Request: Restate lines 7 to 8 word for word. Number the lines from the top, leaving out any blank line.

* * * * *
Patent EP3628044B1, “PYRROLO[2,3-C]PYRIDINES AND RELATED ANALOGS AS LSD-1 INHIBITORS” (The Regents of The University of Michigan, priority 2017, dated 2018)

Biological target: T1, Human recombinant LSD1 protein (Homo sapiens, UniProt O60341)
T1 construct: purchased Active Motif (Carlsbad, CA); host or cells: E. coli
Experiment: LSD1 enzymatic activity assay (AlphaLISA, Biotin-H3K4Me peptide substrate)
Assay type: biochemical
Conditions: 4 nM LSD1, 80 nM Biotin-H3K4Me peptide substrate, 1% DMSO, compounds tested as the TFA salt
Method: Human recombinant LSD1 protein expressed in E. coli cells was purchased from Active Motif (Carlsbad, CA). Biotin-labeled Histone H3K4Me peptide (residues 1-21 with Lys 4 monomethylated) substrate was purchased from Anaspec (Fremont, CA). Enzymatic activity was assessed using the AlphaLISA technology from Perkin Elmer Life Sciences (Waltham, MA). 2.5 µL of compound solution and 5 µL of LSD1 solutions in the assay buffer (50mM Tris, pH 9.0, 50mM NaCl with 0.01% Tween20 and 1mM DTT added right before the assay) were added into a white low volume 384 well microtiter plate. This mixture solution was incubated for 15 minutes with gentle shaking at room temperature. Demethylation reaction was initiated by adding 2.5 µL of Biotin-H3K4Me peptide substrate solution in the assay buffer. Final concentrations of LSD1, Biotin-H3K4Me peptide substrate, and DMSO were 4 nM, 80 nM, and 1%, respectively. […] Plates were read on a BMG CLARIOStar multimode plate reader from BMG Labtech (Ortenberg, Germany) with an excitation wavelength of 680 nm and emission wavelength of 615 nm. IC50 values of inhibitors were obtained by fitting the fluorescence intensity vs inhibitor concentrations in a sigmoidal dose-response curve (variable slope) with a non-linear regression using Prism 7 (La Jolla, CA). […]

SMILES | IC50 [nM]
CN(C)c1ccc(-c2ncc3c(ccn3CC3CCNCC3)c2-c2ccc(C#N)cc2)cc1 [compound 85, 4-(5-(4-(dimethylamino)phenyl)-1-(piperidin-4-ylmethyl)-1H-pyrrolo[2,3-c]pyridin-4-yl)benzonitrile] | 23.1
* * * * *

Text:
Method: Human recombinant LSD1 protein expressed in E. coli cells was purchased from Active Motif (Carlsbad, CA). Biotin-labeled Histone H3K4Me peptide (residues 1-21 with Lys 4 monomethylated) substrate was purchased from Anaspec (Fremont, CA). Enzymatic activity was assessed using the AlphaLISA technology from Perkin Elmer Life Sciences (Waltham, MA). 2.5 µL of compound solution and 5 µL of LSD1 solutions in the assay buffer (50mM Tris, pH 9.0, 50mM NaCl with 0.01% Tween20 and 1mM DTT added right before the assay) were added into a white low volume 384 well microtiter plate. This mixture solution was incubated for 15 minutes with gentle shaking at room temperature. Demethylation reaction was initiated by adding 2.5 µL of Biotin-H3K4Me peptide substrate solution in the assay buffer. Final concentrations of LSD1, Biotin-H3K4Me peptide substrate, and DMSO were 4 nM, 80 nM, and 1%, respectively. […] Plates were read on a BMG CLARIOStar multimode plate reader from BMG Labtech (Ortenberg, Germany) with an excitation wavelength of 680 nm and emission wavelength of 615 nm. IC50 values of inhibitors were obtained by fitting the fluorescence intensity vs inhibitor concentrations in a sigmoidal dose-response curve (variable slope) with a non-linear regression using Prism 7 (La Jolla, CA). […]

SMILES | IC50 [nM]